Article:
If an organization modifies a transaction’s data in the blockchain, it’ll affect the hash value. Blockchain’s immutable nature comes from the fact that once a public consensus validates a transaction into the blockchain, it’s virtually impossible to alter or delete the transaction. Welcome to the Blockchain Council, a collective of forward-thinking Blockchain and Deep Tech enthusiasts dedicated to advancing research, development, and practical applications of Blockchain, AI, and Web3 technologies. To enhance our community’s learning, we conduct frequent webinars, training sessions, seminars, and events and offer certification programs. Compared to common accounting processes, Blockchain helps in reducing tiresome efforts that are involved in recording and authenticating data, and along with reduced errors, it proves to be beneficial in reducing the cost of performing the same.

How can Blockchain be used in Auditing?

Cloud computing, on the other hand, reduces entry barriers through flexible resource allocation strategies, but it also raises concerns about security vulnerabilities that need to be addressed [111, 123, 165]. Disparities in national digital infrastructure put developing economies at a disadvantage in terms of reaping the benefits of cloud computing, which depend on their level of e-readiness [166]. The relationship between profitability and disclosure practices has produced mixed evidence.

Tamper-proof ledgers and secure backups

Dyball and Seethamraju (2021) highlight that auditors consider clients that use blockchain applications as riskier because there is no accounting consensus about how to address their needs. Therefore, the essential benefits perceived by practitioners are unclear but seem to include reductions in time-consuming activities and the need for additional opinions. First, this SLR provides a clear picture of the state of the accounting research on blockchain using bibliographic and narrative analyses. Second, it investigates how accounting and auditing practices are impacted by blockchain. Third, it contributes to the accounting literature with its discussion of the potential future research trends related to blockchain for accounting.

In our opinion, it will be important for all the agents in the ecosystem to understand how blockchain provides similar benefits. For example, due to the potential risks of disclosing information, we assume that blockchain will have a more restrictive effect on business entities than non-profit organisations, because non-profits tend not to hold as many commercial secrets. Blockchain is a technology for storing and verifying transactional records that works by adding “blocks” of data to a ledger, called the blockchain, that is maintained across a network of peer-to-peer computers (Coyne and McMickle, 2017). It is a potentially disruptive technology that has begun to have dramatic impacts on the business models and market structures of many industries (Casey and Vigna, 2018), including accounting (Bonsón and Bednárová, 2019; Deloitte, 2016). However, the wealth of information produced about blockchain can make it challenging for researchers to stay up-to-date with the latest developments (Cai et al., 2019; Linnenluecke et al., 2020).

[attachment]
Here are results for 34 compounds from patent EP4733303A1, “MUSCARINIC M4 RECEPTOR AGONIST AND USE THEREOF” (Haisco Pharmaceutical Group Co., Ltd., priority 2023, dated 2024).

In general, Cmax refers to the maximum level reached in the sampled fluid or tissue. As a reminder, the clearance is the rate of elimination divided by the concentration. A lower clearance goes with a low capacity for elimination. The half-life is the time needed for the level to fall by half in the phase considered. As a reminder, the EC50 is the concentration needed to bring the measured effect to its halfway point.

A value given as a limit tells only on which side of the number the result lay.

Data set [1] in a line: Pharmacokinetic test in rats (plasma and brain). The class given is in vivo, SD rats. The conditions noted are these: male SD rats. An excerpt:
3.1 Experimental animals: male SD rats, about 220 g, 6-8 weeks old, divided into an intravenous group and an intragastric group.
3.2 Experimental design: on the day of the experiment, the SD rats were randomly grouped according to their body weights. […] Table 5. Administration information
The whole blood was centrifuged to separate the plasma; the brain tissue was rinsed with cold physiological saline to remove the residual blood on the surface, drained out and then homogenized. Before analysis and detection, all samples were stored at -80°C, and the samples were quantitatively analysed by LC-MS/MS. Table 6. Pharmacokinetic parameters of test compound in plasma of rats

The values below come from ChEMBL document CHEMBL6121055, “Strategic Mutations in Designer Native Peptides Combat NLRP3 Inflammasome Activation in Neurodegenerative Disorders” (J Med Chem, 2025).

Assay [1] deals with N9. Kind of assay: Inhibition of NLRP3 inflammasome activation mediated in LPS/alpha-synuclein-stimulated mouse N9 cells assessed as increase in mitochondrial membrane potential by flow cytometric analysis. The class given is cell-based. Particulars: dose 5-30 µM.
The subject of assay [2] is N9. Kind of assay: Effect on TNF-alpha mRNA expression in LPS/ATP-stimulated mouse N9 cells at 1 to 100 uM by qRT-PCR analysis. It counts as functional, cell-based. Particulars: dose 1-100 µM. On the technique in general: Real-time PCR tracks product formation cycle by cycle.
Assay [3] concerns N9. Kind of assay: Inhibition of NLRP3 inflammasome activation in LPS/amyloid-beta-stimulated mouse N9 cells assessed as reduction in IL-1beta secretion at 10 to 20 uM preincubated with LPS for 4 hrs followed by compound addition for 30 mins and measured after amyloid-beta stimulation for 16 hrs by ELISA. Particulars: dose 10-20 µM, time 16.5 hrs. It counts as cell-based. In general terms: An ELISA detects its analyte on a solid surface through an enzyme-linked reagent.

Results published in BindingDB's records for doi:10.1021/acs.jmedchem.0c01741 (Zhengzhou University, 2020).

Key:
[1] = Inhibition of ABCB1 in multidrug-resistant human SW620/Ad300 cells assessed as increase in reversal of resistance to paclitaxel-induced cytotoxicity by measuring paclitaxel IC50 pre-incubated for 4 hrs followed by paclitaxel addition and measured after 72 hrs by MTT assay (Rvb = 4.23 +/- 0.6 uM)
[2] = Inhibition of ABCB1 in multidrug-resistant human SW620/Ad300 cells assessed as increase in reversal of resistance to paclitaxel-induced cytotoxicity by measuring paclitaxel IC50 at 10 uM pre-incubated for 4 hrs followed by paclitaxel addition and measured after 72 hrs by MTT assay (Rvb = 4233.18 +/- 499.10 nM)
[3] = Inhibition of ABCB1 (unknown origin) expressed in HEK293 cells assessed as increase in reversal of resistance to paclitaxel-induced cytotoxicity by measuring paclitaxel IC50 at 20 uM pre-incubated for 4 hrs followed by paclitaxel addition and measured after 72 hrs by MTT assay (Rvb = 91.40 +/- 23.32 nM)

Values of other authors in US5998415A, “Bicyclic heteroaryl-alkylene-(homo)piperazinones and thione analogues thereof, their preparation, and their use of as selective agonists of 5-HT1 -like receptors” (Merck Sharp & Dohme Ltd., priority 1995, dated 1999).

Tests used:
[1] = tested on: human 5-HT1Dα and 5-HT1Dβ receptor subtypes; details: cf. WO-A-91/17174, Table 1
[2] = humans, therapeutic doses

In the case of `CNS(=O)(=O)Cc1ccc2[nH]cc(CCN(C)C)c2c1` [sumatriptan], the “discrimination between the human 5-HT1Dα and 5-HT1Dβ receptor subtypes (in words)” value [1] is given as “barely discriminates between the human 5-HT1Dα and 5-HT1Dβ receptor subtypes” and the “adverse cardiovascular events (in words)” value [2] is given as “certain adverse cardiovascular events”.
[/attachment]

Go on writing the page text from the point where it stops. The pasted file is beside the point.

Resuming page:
The existing literature suggests that the characteristics of different industries may have an influence on the way sustainability information is disclosed and technology is adopted. This section examines studies that investigate variations at the industry level and presents quantitative findings on the trends of technology usage in different economic sectors. The existing body of literature consistently demonstrates the significance of firm size in predicting disclosure behaviors and the comprehensiveness of reporting. Larger organizations face increased pressure for transparency and visibility from stakeholders, prompting them to proactively implement voluntary transparency measures as a means of reputation management [144, 147, 174]. However, it is essential to recognize that size alone does not guarantee consistency across different contexts due to the interdependencies of attributes [175]. Various factors play a role in predicting disclosure practices within organizations.

Essentially, it can transform the whole process involved within those areas. Essentially, it removes any intermediaries from the process when transferring money. This system allows blockchain technology to be decentralized rather than relying on those parties. Consequently, it provides better proof of the occurrence of various transactions. Therefore, it can create better supporting evidence for several transactions. Blockchain technology enables secure transactions by means of a database and ledger that involves network participants on both sides of the transaction.